Exploring Religious Life from a Distance
The journey back to Wyoming and school was in one way going back to square one and in another it was moving forward. All of the options in life were in front of me again but my awareness had changed. The idea of pursuing religious life was tapping on my shoulder, but I delayed and bargained for more time. I spent the next few years finishing one degree in Wyoming, and beginning another with a well-respected program at the University of Utah. I was doing well in school, but my interests and desire turned towards prayer.
Desire often gets a bad name, but it can be the anchor of God’s will for us. No matter what I tried, I found myself wondering what it would be like to live dedicated to God. Instruction manuals do not exist for navigating interests and passion and I certainly had no idea what to do with my desires. Spiritual direction was completely foreign to me, so I tried to figure it out on my own until I met the Dominicans in Utah. The Dominicans, through their friendship and advice, began to drop me hints and suggested that I needed to find a Spiritual Director. This reminds of one of my favorite passages. The apostle Philip has an encounter in Acts 8:30-32, in which he discovers the Ethiopian reading scripture with questions. Philip sits with him and begins to open the word to him and accompanies him into new life. This is the gift of spiritual direction.
Eventually, I found a director who asked me the right questions and helped me to reflect on the things that I needed to. Really, I finally found the courage and humility to ask one of the friars to serve me in that particular role. He kept bringing me back to what I was trying to avoid and encouraging me to face my fears. The largest mistake I’ve made was waiting so long to talk to other people about what I was experiencing internally. The wisdom and insights that were shared with me were a blessing and helped me feel more confidence.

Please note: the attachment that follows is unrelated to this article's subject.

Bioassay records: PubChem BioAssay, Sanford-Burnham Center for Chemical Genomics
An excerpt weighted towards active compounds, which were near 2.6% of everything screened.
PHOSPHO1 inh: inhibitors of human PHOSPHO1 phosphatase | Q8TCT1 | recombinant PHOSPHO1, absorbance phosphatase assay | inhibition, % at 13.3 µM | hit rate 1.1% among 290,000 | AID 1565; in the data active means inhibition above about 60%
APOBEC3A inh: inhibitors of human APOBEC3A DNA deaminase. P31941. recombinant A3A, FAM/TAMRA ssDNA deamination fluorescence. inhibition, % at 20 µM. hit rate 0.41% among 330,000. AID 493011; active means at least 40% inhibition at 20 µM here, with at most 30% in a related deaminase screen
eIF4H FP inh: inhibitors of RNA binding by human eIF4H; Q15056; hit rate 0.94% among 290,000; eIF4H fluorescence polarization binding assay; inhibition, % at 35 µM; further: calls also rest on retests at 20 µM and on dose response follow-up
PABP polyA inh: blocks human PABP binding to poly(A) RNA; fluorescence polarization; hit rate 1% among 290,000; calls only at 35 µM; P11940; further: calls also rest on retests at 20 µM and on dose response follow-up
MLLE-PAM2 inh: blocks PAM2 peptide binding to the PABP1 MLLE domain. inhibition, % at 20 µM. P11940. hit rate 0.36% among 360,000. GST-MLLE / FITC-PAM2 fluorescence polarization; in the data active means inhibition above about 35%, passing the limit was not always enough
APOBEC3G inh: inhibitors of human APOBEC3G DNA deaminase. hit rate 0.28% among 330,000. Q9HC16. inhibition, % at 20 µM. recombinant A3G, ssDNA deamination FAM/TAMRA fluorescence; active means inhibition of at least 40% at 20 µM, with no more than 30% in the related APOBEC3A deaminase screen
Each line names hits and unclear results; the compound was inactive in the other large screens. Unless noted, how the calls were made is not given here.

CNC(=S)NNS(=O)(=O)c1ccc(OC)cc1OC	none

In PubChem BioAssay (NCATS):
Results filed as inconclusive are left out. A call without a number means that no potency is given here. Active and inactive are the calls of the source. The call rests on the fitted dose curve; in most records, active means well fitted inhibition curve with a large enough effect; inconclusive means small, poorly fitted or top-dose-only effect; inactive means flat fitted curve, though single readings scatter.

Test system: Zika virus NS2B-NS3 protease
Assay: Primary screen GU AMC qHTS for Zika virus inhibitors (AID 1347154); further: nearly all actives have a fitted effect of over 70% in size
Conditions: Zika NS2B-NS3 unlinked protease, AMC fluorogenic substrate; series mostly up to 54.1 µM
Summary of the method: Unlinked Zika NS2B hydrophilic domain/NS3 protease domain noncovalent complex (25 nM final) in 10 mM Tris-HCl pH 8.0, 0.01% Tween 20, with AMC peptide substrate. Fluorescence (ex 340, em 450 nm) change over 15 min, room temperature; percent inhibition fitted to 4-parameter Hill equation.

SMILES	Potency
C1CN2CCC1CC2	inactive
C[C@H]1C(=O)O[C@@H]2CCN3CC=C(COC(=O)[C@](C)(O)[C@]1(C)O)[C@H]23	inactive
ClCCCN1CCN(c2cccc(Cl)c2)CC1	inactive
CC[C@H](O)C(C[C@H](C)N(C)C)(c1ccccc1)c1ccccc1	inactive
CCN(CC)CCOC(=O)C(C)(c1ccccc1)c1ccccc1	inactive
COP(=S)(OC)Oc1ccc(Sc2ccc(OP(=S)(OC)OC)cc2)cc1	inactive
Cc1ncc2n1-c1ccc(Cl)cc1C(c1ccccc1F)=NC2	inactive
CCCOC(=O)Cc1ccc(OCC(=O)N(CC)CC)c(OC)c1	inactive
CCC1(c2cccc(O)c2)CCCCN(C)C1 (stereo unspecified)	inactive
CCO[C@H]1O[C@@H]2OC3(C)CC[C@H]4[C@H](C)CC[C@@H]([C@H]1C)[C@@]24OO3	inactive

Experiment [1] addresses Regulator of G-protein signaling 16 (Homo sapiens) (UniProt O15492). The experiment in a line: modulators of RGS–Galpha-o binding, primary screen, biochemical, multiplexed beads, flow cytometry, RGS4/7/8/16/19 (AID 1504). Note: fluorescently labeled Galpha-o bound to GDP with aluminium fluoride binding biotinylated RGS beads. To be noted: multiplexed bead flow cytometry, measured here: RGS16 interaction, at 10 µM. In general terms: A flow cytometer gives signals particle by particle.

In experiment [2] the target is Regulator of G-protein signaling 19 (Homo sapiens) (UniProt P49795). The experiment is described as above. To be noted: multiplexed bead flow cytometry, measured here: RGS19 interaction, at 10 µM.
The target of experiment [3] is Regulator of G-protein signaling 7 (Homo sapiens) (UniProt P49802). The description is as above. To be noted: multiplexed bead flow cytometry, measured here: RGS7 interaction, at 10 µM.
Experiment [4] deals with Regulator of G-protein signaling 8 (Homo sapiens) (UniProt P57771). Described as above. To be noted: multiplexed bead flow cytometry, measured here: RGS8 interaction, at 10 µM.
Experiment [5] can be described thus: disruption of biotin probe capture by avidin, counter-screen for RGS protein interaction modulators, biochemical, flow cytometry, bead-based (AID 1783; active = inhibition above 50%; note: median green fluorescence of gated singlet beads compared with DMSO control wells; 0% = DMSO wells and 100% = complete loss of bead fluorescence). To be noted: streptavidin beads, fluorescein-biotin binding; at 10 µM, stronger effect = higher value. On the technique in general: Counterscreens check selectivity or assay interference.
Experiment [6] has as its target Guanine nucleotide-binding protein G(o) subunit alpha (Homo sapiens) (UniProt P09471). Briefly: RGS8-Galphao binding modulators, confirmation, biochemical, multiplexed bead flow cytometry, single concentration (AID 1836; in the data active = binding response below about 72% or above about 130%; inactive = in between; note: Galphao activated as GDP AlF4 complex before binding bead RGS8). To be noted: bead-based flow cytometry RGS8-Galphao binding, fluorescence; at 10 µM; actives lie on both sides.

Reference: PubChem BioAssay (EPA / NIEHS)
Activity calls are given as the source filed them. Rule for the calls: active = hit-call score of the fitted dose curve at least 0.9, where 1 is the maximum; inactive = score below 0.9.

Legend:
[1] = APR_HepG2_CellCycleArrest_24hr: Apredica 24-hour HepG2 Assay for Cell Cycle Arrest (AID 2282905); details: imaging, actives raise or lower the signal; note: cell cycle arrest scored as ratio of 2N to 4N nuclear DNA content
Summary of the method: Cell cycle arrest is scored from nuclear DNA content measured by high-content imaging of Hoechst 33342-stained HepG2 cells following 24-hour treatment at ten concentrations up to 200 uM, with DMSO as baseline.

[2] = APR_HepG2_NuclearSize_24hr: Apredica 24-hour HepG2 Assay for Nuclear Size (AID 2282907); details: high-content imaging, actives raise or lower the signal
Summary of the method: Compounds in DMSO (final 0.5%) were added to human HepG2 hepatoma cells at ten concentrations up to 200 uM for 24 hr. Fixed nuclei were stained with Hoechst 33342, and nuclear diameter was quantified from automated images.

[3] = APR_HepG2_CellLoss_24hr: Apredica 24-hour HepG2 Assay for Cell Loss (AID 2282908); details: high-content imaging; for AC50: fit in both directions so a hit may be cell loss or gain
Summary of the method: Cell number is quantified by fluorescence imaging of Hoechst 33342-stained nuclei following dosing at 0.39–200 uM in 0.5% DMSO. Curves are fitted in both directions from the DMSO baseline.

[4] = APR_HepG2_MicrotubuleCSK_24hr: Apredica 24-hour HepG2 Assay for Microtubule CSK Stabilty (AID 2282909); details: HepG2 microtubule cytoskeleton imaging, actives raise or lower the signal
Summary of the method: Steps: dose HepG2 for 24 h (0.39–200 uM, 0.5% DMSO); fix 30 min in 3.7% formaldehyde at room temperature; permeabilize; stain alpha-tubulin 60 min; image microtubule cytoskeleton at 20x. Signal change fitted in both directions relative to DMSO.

At first, I consulted a website and filled out a questionnaire about my interests and experience that was so extensive that the site should have been called VocationsHarmony.com. I submitted my answers to find out what magical Order would be the perfect fit, but the results were not very helpful with several suggestions. My mailbox began to flood with vocation materials from every group that was a possibility. There were so many brochures and websites, but so little time.
My consideration was very superficial in the beginning, and only two criteria were considered at first: could I see myself in their religious habit and the kind of work they did. Groups like the Alexian Brothers were eliminated because I didn’t think I would do well working in the medical industry, and others like the Carmelites didn’t make the first cut because their apostolic work didn’t seem very clear to me and, to be brutally honest, brown is my least favorite color.
There was a hook in Carmel though. Carmel was like a seductive lover who didn’t lay out all the cards right away, keeping the best for last. The other groups said, “This is what we do.” Carmel said, “We are men of fraternity, service, and ministry. Most importantly, we are men of prayer.” Despite my reservations, Carmel resisted my efforts to put it in a nice little box, and the more I tried the more it resisted.
Discernment can be a lot like dating, a lot of awkward blind dates and a couple good connections. I began to imagine what it would be like to wear a habit and pray in a chapel every day. My reading and contacts narrowed my focus to the Trappists and the Dominicans. The Trappists appealed to my desire for solitude and a life of prayer and the Dominicans appealed to my love of the Word and desire to preach. But even with these two options in front of me, no doors were opening for me.
My spiritual director encouraged me to be patient and assured me that something would give, and it did. After a long day of cleaning, I sat down for a moment of rest and my eyes wandered over my shelves. I noticed that most of the books on my shelf were Carmelite. It had been there all along but I wasn’t able to see that my vocation was on my shelf already staring me in the face. Teresa of Avila, Therese of Lisieux, John of the Cross knew of my struggles and their writings resonated with my experience. Just then, I had the thought, “I can have both as a Carmelite!” The saints of Carmel were welcoming me home.